The Skull, featuring vocalist Eric Wagner and bassist Ron Holzner, formerly of metal legends Trouble, has completed work on its highly anticipated sophomore album. Titled, The Endless Road Turns Dark, the LP was recorded in Chicago’s Decade Music Studios with engineer Sanford Parker (Yob, Tombs) and builds on the foundation laid by The Skull’s debut album, For Those Which Are Asleep, a recording that landed at or near the top of a host of 2014 year-end best of lists. The Endless Road Turns Dark will be released on September 7 via Tee Pee Records.

“‘Ravenswood’ is one of my favorite lyrics on the new album, The Endless Road Turns Dark,” Wagner enthuses. “This reminds me of where I truly am in life and all that I had to go through to get here.”

The Skull, which also features longtime Cathedral drummer Brian Dixon, guitarist Lothar Keller (Sacred Dawn), and guitarist Rob Wrong (Witch Mountain), creates classic Sabbathian doom with a psych-tinged metal vision. The respected group’s impending album, The Endless Road Turns Dark, benefits greatly from the pedigree and experience of the band’s members and pushes authentic, old-school metal to heavier and more foreboding places, fueled by burly riffing, metallic groove and a crushing punch. Ethereal and wonderfully moody with a heart of heavy metal beating at its center, the record delivers definitive doom metal full of powerful builds and mesmerizing dynamic range. More than a mere throwback, The Endless Road Turns Dark is the work of a band that respects their fans, understands their own history, and still has their ears open to the current doom metal landscape. A wicked exercise in heavy metal majesty, The Endless Road Turns Dark plays like a natural extension of the musicians exemplary work during their 20-plus years with Trouble and cements The Skull as modern day doom metal royalty.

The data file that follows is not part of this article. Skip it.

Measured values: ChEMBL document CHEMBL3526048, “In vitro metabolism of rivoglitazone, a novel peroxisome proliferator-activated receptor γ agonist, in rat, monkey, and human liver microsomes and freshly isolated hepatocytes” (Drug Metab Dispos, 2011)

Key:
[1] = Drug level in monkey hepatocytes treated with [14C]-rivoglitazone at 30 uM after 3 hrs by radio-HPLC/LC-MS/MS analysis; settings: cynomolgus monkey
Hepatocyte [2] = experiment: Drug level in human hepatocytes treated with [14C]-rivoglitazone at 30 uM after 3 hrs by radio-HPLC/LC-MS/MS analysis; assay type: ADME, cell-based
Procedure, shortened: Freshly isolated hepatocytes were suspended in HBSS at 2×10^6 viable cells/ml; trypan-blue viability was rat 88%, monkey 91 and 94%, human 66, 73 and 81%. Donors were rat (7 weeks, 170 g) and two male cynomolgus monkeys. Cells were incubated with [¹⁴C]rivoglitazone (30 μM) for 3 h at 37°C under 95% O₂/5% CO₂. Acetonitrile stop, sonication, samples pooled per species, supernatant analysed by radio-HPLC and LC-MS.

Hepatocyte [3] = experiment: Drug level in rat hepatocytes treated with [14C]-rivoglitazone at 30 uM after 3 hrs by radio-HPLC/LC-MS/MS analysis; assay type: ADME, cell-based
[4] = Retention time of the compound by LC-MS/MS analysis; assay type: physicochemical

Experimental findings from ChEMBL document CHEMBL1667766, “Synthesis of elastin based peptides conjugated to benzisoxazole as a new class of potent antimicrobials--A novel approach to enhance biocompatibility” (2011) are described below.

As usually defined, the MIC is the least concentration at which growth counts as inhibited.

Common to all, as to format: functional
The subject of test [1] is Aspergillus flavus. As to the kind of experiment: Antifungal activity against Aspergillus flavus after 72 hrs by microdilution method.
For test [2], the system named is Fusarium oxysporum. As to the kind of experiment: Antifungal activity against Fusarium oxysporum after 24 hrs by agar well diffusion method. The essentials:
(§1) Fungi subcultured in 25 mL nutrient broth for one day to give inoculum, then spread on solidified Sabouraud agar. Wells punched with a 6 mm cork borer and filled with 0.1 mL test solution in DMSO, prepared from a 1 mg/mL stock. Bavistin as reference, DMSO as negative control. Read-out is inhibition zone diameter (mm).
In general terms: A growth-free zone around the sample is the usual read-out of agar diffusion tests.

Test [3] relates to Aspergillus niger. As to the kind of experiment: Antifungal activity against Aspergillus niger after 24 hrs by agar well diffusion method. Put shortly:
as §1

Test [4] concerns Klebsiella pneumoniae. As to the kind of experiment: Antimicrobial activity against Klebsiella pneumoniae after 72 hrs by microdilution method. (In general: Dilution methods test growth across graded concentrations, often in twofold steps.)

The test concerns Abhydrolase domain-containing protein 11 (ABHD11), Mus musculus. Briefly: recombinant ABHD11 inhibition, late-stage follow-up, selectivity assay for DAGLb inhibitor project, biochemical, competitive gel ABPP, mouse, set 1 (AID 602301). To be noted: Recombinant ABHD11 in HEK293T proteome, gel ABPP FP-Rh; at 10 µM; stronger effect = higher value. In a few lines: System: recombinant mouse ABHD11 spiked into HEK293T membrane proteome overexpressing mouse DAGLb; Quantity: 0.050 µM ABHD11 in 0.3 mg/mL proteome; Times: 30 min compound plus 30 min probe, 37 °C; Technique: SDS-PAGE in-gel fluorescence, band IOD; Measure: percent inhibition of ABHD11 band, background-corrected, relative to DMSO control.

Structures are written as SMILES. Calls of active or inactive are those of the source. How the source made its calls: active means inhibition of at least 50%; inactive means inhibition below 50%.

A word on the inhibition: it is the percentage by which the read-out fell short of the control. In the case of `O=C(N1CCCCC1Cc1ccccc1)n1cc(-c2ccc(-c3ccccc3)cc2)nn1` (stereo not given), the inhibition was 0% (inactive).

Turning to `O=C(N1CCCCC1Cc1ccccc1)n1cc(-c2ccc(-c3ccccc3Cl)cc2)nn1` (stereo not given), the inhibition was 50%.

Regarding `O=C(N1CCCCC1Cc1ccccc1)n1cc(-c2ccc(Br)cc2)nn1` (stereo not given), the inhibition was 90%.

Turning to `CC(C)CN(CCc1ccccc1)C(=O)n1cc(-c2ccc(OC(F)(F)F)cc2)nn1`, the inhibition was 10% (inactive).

Track listing:

1.) The Endless Road Turns Dark
2.) Ravenswood
3.) Breathing Underwater
4.) The Longing
5.) From Myself Depart
6.) As the Sun Draws Near
7.) All That Remains (Is True)
8.) Thy Will Be Done

Pre-order The Endless Road Turns Dark at this location.

The Skull, “The Endless Road Turns Dark” official lyric video

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Review & Video Premiere: The Crazy Left Experience, Death, Destruction & Magic

Posted in Bootleg Theater, Reviews on August 6th, 2018 by JJ Koczan

the crazy left experience death destruction and magic

[Click play above to view the premiere of The Crazy Left Experience’s ‘Magic’ video, with footage from Georges Méliès’ 1902 film, Le Voyage dans la Lune. The Crazy Left Experience’s Death, Destruction and Magic is out now on Adamsonia Records.]